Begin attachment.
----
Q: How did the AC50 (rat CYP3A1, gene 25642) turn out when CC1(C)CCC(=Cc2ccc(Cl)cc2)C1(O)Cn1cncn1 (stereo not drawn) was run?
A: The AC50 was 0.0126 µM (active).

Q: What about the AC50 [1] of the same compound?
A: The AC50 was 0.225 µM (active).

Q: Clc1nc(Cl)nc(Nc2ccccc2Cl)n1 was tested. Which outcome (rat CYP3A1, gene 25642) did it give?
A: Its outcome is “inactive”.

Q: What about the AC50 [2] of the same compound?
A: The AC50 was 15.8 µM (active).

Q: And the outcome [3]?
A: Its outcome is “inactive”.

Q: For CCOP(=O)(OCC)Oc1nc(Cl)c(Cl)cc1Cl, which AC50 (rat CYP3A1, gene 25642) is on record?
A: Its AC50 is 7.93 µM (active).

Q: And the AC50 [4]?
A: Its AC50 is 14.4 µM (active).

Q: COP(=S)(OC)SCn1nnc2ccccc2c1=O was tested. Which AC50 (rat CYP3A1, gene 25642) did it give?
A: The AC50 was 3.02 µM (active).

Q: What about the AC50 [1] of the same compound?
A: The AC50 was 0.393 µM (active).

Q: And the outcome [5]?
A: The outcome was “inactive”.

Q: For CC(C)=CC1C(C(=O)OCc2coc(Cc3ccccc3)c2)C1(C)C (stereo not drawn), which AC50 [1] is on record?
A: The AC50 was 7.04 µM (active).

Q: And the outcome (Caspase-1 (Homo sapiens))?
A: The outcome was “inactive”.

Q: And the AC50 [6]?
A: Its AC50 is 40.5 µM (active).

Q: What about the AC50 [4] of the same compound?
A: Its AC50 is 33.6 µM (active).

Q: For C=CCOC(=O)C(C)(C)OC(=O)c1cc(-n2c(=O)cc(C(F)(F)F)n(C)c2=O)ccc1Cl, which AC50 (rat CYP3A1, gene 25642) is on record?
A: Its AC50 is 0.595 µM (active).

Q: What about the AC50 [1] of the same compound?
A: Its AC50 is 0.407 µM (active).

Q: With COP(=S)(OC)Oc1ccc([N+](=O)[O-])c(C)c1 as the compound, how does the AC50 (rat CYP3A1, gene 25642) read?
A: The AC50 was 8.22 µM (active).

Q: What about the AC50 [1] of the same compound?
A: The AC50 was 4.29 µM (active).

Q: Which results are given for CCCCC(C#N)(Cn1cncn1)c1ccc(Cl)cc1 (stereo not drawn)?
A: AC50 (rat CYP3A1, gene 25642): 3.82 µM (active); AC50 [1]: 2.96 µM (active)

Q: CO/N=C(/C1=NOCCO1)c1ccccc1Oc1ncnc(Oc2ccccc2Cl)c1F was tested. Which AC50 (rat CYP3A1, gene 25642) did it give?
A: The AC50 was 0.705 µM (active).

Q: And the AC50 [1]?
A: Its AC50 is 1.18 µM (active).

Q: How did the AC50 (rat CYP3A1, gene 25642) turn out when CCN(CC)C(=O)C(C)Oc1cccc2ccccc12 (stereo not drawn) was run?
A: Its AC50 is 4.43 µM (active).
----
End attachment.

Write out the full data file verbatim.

Q: How did the AC50 (rat CYP3A1, gene 25642) turn out when CC1(C)CCC(=Cc2ccc(Cl)cc2)C1(O)Cn1cncn1 (stereo not drawn) was run?
A: The AC50 was 0.0126 µM (active).

Q: What about the AC50 [1] of the same compound?
A: The AC50 was 0.225 µM (active).

Q: Clc1nc(Cl)nc(Nc2ccccc2Cl)n1 was tested. Which outcome (rat CYP3A1, gene 25642) did it give?
A: Its outcome is “inactive”.

Q: What about the AC50 [2] of the same compound?
A: The AC50 was 15.8 µM (active).

Q: And the outcome [3]?
A: Its outcome is “inactive”.

Q: For CCOP(=O)(OCC)Oc1nc(Cl)c(Cl)cc1Cl, which AC50 (rat CYP3A1, gene 25642) is on record?
A: Its AC50 is 7.93 µM (active).

Q: And the AC50 [4]?
A: Its AC50 is 14.4 µM (active).

Q: COP(=S)(OC)SCn1nnc2ccccc2c1=O was tested. Which AC50 (rat CYP3A1, gene 25642) did it give?
A: The AC50 was 3.02 µM (active).

Q: What about the AC50 [1] of the same compound?
A: The AC50 was 0.393 µM (active).

Q: And the outcome [5]?
A: The outcome was “inactive”.

Q: For CC(C)=CC1C(C(=O)OCc2coc(Cc3ccccc3)c2)C1(C)C (stereo not drawn), which AC50 [1] is on record?
A: The AC50 was 7.04 µM (active).

Q: And the outcome (Caspase-1 (Homo sapiens))?
A: The outcome was “inactive”.

Q: And the AC50 [6]?
A: Its AC50 is 40.5 µM (active).

Q: What about the AC50 [4] of the same compound?
A: Its AC50 is 33.6 µM (active).

Q: For C=CCOC(=O)C(C)(C)OC(=O)c1cc(-n2c(=O)cc(C(F)(F)F)n(C)c2=O)ccc1Cl, which AC50 (rat CYP3A1, gene 25642) is on record?
A: Its AC50 is 0.595 µM (active).

Q: What about the AC50 [1] of the same compound?
A: Its AC50 is 0.407 µM (active).

Q: With COP(=S)(OC)Oc1ccc([N+](=O)[O-])c(C)c1 as the compound, how does the AC50 (rat CYP3A1, gene 25642) read?
A: The AC50 was 8.22 µM (active).

Q: What about the AC50 [1] of the same compound?
A: The AC50 was 4.29 µM (active).

Q: Which results are given for CCCCC(C#N)(Cn1cncn1)c1ccc(Cl)cc1 (stereo not drawn)?
A: AC50 (rat CYP3A1, gene 25642): 3.82 µM (active); AC50 [1]: 2.96 µM (active)

Q: CO/N=C(/C1=NOCCO1)c1ccccc1Oc1ncnc(Oc2ccccc2Cl)c1F was tested. Which AC50 (rat CYP3A1, gene 25642) did it give?
A: The AC50 was 0.705 µM (active).

Q: And the AC50 [1]?
A: Its AC50 is 1.18 µM (active).

Q: How did the AC50 (rat CYP3A1, gene 25642) turn out when CCN(CC)C(=O)C(C)Oc1cccc2ccccc12 (stereo not drawn) was run?
A: Its AC50 is 4.43 µM (active).